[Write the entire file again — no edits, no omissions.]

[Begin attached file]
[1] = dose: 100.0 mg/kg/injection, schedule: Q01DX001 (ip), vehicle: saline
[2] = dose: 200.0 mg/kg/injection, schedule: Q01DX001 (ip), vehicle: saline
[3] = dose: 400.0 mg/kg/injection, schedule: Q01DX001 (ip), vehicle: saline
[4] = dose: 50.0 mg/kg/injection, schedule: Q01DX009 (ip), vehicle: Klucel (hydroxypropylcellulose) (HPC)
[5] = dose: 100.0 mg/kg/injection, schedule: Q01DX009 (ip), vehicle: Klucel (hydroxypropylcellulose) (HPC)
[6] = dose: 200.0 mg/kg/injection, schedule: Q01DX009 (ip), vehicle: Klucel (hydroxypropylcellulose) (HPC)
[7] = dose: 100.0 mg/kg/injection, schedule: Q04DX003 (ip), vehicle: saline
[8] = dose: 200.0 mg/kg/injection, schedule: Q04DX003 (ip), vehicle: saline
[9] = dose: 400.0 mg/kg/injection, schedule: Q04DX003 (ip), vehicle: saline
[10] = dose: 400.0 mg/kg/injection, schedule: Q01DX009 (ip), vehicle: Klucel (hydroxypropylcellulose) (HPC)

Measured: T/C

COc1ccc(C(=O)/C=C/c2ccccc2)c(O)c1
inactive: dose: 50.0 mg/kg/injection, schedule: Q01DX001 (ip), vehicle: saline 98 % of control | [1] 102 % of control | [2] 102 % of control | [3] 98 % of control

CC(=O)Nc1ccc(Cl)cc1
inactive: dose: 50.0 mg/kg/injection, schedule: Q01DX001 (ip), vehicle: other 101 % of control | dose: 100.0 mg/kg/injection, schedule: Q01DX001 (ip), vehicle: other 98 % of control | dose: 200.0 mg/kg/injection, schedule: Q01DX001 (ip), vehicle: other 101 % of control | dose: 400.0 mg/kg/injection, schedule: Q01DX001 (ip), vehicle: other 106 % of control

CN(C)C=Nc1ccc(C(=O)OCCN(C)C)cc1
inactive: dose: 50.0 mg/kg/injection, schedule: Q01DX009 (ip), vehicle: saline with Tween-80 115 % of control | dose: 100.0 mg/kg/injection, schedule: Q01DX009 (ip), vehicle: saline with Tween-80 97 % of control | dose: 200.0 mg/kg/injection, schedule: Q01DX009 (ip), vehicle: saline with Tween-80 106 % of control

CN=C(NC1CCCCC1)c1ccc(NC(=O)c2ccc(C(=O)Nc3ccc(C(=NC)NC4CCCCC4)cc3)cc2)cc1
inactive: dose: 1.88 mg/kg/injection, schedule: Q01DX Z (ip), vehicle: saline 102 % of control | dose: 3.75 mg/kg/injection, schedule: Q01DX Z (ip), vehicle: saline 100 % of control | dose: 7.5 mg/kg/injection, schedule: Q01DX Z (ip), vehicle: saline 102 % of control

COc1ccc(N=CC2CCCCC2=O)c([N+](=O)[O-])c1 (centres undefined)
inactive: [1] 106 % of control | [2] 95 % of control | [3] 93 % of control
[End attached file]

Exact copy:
[1] = dose: 100.0 mg/kg/injection, schedule: Q01DX001 (ip), vehicle: saline
[2] = dose: 200.0 mg/kg/injection, schedule: Q01DX001 (ip), vehicle: saline
[3] = dose: 400.0 mg/kg/injection, schedule: Q01DX001 (ip), vehicle: saline
[4] = dose: 50.0 mg/kg/injection, schedule: Q01DX009 (ip), vehicle: Klucel (hydroxypropylcellulose) (HPC)
[5] = dose: 100.0 mg/kg/injection, schedule: Q01DX009 (ip), vehicle: Klucel (hydroxypropylcellulose) (HPC)
[6] = dose: 200.0 mg/kg/injection, schedule: Q01DX009 (ip), vehicle: Klucel (hydroxypropylcellulose) (HPC)
[7] = dose: 100.0 mg/kg/injection, schedule: Q04DX003 (ip), vehicle: saline
[8] = dose: 200.0 mg/kg/injection, schedule: Q04DX003 (ip), vehicle: saline
[9] = dose: 400.0 mg/kg/injection, schedule: Q04DX003 (ip), vehicle: saline
[10] = dose: 400.0 mg/kg/injection, schedule: Q01DX009 (ip), vehicle: Klucel (hydroxypropylcellulose) (HPC)

Measured: T/C

COc1ccc(C(=O)/C=C/c2ccccc2)c(O)c1
inactive: dose: 50.0 mg/kg/injection, schedule: Q01DX001 (ip), vehicle: saline 98 % of control | [1] 102 % of control | [2] 102 % of control | [3] 98 % of control

CC(=O)Nc1ccc(Cl)cc1
inactive: dose: 50.0 mg/kg/injection, schedule: Q01DX001 (ip), vehicle: other 101 % of control | dose: 100.0 mg/kg/injection, schedule: Q01DX001 (ip), vehicle: other 98 % of control | dose: 200.0 mg/kg/injection, schedule: Q01DX001 (ip), vehicle: other 101 % of control | dose: 400.0 mg/kg/injection, schedule: Q01DX001 (ip), vehicle: other 106 % of control

CN(C)C=Nc1ccc(C(=O)OCCN(C)C)cc1
inactive: dose: 50.0 mg/kg/injection, schedule: Q01DX009 (ip), vehicle: saline with Tween-80 115 % of control | dose: 100.0 mg/kg/injection, schedule: Q01DX009 (ip), vehicle: saline with Tween-80 97 % of control | dose: 200.0 mg/kg/injection, schedule: Q01DX009 (ip), vehicle: saline with Tween-80 106 % of control

CN=C(NC1CCCCC1)c1ccc(NC(=O)c2ccc(C(=O)Nc3ccc(C(=NC)NC4CCCCC4)cc3)cc2)cc1
inactive: dose: 1.88 mg/kg/injection, schedule: Q01DX Z (ip), vehicle: saline 102 % of control | dose: 3.75 mg/kg/injection, schedule: Q01DX Z (ip), vehicle: saline 100 % of control | dose: 7.5 mg/kg/injection, schedule: Q01DX Z (ip), vehicle: saline 102 % of control

COc1ccc(N=CC2CCCCC2=O)c([N+](=O)[O-])c1 (centres undefined)
inactive: [1] 106 % of control | [2] 95 % of control | [3] 93 % of control